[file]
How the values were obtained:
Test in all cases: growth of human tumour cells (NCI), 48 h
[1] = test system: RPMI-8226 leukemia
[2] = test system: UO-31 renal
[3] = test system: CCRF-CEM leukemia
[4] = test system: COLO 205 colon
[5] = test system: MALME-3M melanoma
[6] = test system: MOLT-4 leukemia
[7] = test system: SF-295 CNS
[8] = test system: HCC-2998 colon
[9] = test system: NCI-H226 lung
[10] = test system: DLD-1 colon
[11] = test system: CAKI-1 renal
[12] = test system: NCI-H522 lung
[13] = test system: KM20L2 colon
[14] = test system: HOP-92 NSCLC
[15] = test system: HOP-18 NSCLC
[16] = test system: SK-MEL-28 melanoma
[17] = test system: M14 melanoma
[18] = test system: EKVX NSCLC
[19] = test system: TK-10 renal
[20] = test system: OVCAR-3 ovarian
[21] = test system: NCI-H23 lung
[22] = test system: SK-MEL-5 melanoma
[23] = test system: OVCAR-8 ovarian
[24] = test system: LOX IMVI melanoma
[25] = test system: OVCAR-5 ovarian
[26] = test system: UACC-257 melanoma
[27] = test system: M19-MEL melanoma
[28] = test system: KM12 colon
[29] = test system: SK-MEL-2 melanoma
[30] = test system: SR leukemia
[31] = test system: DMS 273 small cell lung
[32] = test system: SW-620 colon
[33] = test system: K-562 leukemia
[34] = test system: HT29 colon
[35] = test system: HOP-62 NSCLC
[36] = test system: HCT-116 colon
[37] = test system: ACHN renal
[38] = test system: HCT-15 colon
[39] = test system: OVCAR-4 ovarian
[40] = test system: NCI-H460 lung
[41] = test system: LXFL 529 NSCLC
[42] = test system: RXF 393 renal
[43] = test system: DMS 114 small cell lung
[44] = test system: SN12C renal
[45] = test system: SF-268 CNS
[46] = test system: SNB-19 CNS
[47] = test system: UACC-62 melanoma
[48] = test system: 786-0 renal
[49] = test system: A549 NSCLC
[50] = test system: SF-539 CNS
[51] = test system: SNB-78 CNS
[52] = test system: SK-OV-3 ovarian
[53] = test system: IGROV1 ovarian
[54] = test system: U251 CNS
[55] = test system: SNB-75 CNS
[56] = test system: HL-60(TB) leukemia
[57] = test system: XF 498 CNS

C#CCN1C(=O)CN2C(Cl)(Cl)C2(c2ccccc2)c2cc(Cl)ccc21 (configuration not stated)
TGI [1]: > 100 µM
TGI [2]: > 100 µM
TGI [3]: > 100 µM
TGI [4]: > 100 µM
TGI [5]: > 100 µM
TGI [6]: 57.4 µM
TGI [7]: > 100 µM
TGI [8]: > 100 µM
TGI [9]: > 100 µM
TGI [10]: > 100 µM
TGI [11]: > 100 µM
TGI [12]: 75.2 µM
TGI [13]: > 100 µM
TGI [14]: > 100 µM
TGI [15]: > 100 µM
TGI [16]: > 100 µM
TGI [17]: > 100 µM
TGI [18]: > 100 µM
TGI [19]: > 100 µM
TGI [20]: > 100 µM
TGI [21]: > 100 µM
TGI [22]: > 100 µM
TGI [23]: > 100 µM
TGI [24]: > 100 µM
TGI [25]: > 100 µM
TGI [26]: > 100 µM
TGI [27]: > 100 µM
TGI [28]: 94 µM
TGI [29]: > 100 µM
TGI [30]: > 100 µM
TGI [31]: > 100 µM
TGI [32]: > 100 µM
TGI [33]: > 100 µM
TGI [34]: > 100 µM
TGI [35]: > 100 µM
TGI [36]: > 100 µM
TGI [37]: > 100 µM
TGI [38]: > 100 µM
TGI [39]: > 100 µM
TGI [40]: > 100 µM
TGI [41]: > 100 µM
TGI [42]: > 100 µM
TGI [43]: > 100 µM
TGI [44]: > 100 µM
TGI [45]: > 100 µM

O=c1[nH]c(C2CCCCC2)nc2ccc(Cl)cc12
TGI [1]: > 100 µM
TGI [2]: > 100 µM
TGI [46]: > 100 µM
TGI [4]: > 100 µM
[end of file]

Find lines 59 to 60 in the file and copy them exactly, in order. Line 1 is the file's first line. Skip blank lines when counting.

[57] = test system: XF 498 CNS

C#CCN1C(=O)CN2C(Cl)(Cl)C2(c2ccccc2)c2cc(Cl)ccc21 (configuration not stated)